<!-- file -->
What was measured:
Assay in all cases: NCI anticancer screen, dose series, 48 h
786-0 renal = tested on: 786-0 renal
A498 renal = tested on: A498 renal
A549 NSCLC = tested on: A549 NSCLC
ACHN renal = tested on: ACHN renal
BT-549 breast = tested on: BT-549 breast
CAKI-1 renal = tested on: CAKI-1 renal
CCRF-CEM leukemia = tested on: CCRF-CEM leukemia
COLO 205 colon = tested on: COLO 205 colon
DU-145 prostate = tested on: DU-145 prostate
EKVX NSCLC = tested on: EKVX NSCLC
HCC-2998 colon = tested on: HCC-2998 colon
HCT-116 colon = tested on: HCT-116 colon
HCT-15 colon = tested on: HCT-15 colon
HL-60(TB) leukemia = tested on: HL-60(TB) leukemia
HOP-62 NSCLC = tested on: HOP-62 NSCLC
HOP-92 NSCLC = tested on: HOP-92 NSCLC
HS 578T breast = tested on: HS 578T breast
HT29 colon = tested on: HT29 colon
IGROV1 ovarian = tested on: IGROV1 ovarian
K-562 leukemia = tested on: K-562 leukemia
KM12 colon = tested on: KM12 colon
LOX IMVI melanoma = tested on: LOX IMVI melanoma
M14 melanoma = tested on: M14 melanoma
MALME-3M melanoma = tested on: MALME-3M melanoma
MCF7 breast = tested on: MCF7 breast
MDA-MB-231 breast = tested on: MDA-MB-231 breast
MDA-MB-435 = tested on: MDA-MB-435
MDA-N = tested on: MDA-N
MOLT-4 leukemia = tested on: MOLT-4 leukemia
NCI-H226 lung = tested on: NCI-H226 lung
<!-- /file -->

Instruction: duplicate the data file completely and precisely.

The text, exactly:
What was measured:
Assay in all cases: NCI anticancer screen, dose series, 48 h
786-0 renal = tested on: 786-0 renal
A498 renal = tested on: A498 renal
A549 NSCLC = tested on: A549 NSCLC
ACHN renal = tested on: ACHN renal
BT-549 breast = tested on: BT-549 breast
CAKI-1 renal = tested on: CAKI-1 renal
CCRF-CEM leukemia = tested on: CCRF-CEM leukemia
COLO 205 colon = tested on: COLO 205 colon
DU-145 prostate = tested on: DU-145 prostate
EKVX NSCLC = tested on: EKVX NSCLC
HCC-2998 colon = tested on: HCC-2998 colon
HCT-116 colon = tested on: HCT-116 colon
HCT-15 colon = tested on: HCT-15 colon
HL-60(TB) leukemia = tested on: HL-60(TB) leukemia
HOP-62 NSCLC = tested on: HOP-62 NSCLC
HOP-92 NSCLC = tested on: HOP-92 NSCLC
HS 578T breast = tested on: HS 578T breast
HT29 colon = tested on: HT29 colon
IGROV1 ovarian = tested on: IGROV1 ovarian
K-562 leukemia = tested on: K-562 leukemia
KM12 colon = tested on: KM12 colon
LOX IMVI melanoma = tested on: LOX IMVI melanoma
M14 melanoma = tested on: M14 melanoma
MALME-3M melanoma = tested on: MALME-3M melanoma
MCF7 breast = tested on: MCF7 breast
MDA-MB-231 breast = tested on: MDA-MB-231 breast
MDA-MB-435 = tested on: MDA-MB-435
MDA-N = tested on: MDA-N
MOLT-4 leukemia = tested on: MOLT-4 leukemia
NCI-H226 lung = tested on: NCI-H226 lung